Officials On Alert for Increased Driving Deaths, Grill Fires Memorial Day thru Labor Day
This Memorial Day comes after one of the deadliest summers on record for Minnesota Motorists.
DULUTH, Minn.- As many get ready to break out the grills and coolers this Memorial Day weekend, it comes in the shadow of one of the deadliest years on record for Minnesota roads last year. So officials are making sure everyone has a safe holiday, behind the wheel and at home.
Memorial Day weekend kicks off the 100 most traveled days of the year, but according to state troopers, it’s also the 100 deadliest days on Minnesota roads.
“When the temperatures kind of increase and the roads are clear and it’s nice out people tend to make a little more riskier decisions when they’re behind the wheel,” said Lt. Gordon Shank. “That’s what we’ve noticed and we see those drivers that are going over 100 mph or someone that’s made the decision to drive after having too much to drink.”
So far this year there have been 124 traffic fatalities.
But this season’s coming after the deadliest in 14 years — 167 motorists died in the summer of 2021 alone.
“While we’re seeing positive trends here this year we have a lot of work to do,” Lt. Shank said.
“We continue to see these crashes and these things happen and it takes a toll on our troopers and it’s hard to break that news to the family,” he said.
The State Patrol’s Highway Enforcement for Aggressive Traffic or HEAT patrols will be laser-focused on speed and criminal activity this summer. Troopers will also be on the roads in force monitoring motorists’ seat belts.
“It’s a team effort. We can’t enforce our way out of it,” said the Lieutenant. “We can write citations, warnings all day to motorists on the roadways but ultimately it’s a group effort we need people to speak up.”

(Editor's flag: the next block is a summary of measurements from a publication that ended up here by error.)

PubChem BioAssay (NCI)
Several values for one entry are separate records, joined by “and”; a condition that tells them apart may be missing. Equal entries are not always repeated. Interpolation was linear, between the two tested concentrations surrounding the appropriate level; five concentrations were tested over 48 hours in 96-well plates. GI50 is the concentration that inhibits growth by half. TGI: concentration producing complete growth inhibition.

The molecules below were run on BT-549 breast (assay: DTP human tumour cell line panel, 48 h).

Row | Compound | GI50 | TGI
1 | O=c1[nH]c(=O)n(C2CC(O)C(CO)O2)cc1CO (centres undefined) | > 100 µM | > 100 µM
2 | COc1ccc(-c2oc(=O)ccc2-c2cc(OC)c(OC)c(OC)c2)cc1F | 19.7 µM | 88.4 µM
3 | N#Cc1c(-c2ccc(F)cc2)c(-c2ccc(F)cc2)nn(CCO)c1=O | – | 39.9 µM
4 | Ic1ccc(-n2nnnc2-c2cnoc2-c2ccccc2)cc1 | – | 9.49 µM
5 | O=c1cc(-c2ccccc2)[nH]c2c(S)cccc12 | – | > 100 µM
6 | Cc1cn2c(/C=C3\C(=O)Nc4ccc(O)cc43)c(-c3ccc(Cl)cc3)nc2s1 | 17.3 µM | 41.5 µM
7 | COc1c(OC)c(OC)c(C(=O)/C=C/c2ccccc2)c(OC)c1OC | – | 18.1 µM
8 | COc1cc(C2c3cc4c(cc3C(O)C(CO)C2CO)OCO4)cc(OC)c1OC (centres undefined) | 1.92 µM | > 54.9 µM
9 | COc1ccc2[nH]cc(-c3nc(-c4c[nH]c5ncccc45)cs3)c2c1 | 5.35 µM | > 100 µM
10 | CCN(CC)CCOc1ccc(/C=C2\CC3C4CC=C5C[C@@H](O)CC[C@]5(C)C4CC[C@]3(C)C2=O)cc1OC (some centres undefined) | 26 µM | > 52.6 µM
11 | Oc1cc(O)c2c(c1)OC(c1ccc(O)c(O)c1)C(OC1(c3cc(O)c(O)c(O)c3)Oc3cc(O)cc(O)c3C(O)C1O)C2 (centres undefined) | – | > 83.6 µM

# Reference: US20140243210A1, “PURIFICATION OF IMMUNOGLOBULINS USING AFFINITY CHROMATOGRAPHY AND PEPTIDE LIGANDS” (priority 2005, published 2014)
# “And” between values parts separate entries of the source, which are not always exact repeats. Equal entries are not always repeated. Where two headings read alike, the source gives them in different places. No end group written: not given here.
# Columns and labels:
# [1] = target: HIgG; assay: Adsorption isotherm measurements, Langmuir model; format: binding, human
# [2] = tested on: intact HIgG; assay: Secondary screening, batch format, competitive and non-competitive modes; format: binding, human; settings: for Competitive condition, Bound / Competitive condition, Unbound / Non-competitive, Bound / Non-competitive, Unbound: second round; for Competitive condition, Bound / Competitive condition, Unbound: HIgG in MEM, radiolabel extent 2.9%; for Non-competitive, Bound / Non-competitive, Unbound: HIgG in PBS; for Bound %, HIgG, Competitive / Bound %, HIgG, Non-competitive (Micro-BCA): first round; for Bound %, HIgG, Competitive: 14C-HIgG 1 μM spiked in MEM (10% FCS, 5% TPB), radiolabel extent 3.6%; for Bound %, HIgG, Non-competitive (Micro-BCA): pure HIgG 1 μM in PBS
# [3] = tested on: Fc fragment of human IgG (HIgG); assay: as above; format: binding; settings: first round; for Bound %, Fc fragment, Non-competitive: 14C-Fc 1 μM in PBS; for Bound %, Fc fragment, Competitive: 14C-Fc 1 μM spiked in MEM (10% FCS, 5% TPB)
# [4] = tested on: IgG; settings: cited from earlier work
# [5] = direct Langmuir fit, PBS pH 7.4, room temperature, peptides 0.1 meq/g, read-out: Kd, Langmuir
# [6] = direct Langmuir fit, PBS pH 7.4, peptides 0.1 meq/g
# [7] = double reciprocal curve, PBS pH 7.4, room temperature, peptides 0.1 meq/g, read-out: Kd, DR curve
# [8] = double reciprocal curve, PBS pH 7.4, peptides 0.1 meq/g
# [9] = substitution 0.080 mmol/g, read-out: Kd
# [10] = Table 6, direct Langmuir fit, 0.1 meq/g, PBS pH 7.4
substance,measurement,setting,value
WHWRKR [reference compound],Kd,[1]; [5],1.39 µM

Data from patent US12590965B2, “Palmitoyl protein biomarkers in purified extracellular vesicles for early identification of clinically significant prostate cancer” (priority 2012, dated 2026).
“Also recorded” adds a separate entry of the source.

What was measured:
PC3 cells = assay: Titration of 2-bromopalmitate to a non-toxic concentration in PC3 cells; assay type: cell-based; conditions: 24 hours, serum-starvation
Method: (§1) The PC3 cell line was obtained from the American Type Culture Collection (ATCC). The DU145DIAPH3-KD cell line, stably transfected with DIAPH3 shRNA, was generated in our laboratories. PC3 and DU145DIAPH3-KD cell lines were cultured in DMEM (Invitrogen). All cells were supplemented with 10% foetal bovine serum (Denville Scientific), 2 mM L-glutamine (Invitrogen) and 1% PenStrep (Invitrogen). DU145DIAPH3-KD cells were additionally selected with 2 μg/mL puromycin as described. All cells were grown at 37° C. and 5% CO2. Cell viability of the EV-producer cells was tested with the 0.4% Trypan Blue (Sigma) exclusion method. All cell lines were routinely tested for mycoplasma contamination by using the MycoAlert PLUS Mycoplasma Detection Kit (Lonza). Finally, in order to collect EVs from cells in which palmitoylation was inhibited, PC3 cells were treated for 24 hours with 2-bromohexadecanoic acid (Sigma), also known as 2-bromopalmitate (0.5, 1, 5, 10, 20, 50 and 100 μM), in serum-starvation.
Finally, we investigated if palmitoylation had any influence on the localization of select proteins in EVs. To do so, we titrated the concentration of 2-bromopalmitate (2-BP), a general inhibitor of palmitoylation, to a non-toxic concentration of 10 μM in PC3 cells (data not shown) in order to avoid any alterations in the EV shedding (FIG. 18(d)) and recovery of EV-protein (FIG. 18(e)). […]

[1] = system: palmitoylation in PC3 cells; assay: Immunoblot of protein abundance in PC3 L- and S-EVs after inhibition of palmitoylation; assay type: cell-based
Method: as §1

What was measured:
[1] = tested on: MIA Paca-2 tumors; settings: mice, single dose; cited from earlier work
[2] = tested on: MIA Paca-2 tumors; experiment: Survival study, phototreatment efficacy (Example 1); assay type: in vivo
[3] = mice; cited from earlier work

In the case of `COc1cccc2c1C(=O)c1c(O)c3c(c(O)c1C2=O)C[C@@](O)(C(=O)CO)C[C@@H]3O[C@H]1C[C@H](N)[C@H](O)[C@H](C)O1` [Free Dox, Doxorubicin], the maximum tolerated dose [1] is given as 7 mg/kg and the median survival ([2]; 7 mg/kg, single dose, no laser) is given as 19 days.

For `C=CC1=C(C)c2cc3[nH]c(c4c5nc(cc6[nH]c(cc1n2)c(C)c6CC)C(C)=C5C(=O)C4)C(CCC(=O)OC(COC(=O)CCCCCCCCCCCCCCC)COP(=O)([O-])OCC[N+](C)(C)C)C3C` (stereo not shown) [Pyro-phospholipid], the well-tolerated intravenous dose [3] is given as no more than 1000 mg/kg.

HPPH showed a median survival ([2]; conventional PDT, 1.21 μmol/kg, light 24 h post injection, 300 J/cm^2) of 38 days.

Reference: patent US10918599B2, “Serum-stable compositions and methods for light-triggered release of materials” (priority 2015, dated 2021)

While law enforcement is on high alert for the 100 deadliest driving days to kickoff this weekend, Memorial Day is also the start of another safety concern for firefighters.
“We definitely see more grilling-related calls it’s the start of the season and people forget how to do it safely,” said Superior Fire Asst. Chief Howard Huber.
Barbecuers should fire up their grills 15 feet away from any structure. But according to AC Huber, it’s not just the flames they should pay attention to.
“The biggest thing we see when people bring out their grills is they don’t realize how dangerous the ashes are from the grill. Usually, when we have a fire it’s because of ashes that weren’t disposed of properly that even 2-3 days later it can find some oxygen and start a fire.”
Ashes should be completely soaked and thrown out in metal containers or fire rings.
Memorial Day through Labor Day is the 100 busiest days for firefighters, too. And alcohol seems to cause danger at home as well as on the roads.
“One common factor we see in a lot of the calls we go on in this time of year, they’re related to irresponsible drinking,” said the Assistant Chief.
So make sure responsibility and safety are next to the burgers on your holiday checklist.
“We want people to have a great time enjoy the weekend the long weekend spend it with your friends, family, however you choose to spend it just make sure you do it safely and we can get to where we want to go safely and we can get home safely,” Lt. Shank said.